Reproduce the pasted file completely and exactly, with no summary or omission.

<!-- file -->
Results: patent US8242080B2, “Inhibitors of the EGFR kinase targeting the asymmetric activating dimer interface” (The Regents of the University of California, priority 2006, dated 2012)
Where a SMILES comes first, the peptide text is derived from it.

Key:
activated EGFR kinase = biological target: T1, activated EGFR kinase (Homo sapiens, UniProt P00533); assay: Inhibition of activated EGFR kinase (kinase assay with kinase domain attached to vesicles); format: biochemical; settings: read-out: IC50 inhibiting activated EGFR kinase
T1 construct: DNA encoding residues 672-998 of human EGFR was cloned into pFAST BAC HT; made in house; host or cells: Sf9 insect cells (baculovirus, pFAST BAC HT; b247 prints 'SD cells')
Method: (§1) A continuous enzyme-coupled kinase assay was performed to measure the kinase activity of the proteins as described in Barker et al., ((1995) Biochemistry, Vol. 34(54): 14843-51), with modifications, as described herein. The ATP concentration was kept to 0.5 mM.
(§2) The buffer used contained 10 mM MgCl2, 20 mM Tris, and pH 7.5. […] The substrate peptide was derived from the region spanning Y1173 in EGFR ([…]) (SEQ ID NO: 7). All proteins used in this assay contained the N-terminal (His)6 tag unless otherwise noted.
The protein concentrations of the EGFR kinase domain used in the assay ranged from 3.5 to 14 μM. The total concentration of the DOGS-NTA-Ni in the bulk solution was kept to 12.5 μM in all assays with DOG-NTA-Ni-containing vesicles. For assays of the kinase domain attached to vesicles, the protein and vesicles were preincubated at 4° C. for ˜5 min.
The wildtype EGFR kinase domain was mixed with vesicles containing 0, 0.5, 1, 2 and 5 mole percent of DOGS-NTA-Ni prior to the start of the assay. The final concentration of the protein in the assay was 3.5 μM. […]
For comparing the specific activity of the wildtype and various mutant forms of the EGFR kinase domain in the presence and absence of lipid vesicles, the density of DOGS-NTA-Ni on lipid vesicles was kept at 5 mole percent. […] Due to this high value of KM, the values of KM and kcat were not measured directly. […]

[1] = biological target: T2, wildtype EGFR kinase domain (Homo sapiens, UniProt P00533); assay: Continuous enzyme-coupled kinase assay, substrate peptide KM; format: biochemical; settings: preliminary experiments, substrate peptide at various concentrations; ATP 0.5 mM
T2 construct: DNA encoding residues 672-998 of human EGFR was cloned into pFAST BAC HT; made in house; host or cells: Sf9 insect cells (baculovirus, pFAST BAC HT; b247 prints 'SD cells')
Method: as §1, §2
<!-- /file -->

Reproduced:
Results: patent US8242080B2, “Inhibitors of the EGFR kinase targeting the asymmetric activating dimer interface” (The Regents of the University of California, priority 2006, dated 2012)
Where a SMILES comes first, the peptide text is derived from it.

Key:
activated EGFR kinase = biological target: T1, activated EGFR kinase (Homo sapiens, UniProt P00533); assay: Inhibition of activated EGFR kinase (kinase assay with kinase domain attached to vesicles); format: biochemical; settings: read-out: IC50 inhibiting activated EGFR kinase
T1 construct: DNA encoding residues 672-998 of human EGFR was cloned into pFAST BAC HT; made in house; host or cells: Sf9 insect cells (baculovirus, pFAST BAC HT; b247 prints 'SD cells')
Method: (§1) A continuous enzyme-coupled kinase assay was performed to measure the kinase activity of the proteins as described in Barker et al., ((1995) Biochemistry, Vol. 34(54): 14843-51), with modifications, as described herein. The ATP concentration was kept to 0.5 mM.
(§2) The buffer used contained 10 mM MgCl2, 20 mM Tris, and pH 7.5. […] The substrate peptide was derived from the region spanning Y1173 in EGFR ([…]) (SEQ ID NO: 7). All proteins used in this assay contained the N-terminal (His)6 tag unless otherwise noted.
The protein concentrations of the EGFR kinase domain used in the assay ranged from 3.5 to 14 μM. The total concentration of the DOGS-NTA-Ni in the bulk solution was kept to 12.5 μM in all assays with DOG-NTA-Ni-containing vesicles. For assays of the kinase domain attached to vesicles, the protein and vesicles were preincubated at 4° C. for ˜5 min.
The wildtype EGFR kinase domain was mixed with vesicles containing 0, 0.5, 1, 2 and 5 mole percent of DOGS-NTA-Ni prior to the start of the assay. The final concentration of the protein in the assay was 3.5 μM. […]
For comparing the specific activity of the wildtype and various mutant forms of the EGFR kinase domain in the presence and absence of lipid vesicles, the density of DOGS-NTA-Ni on lipid vesicles was kept at 5 mole percent. […] Due to this high value of KM, the values of KM and kcat were not measured directly. […]

[1] = biological target: T2, wildtype EGFR kinase domain (Homo sapiens, UniProt P00533); assay: Continuous enzyme-coupled kinase assay, substrate peptide KM; format: biochemical; settings: preliminary experiments, substrate peptide at various concentrations; ATP 0.5 mM
T2 construct: DNA encoding residues 672-998 of human EGFR was cloned into pFAST BAC HT; made in house; host or cells: Sf9 insect cells (baculovirus, pFAST BAC HT; b247 prints 'SD cells')
Method: as §1, §2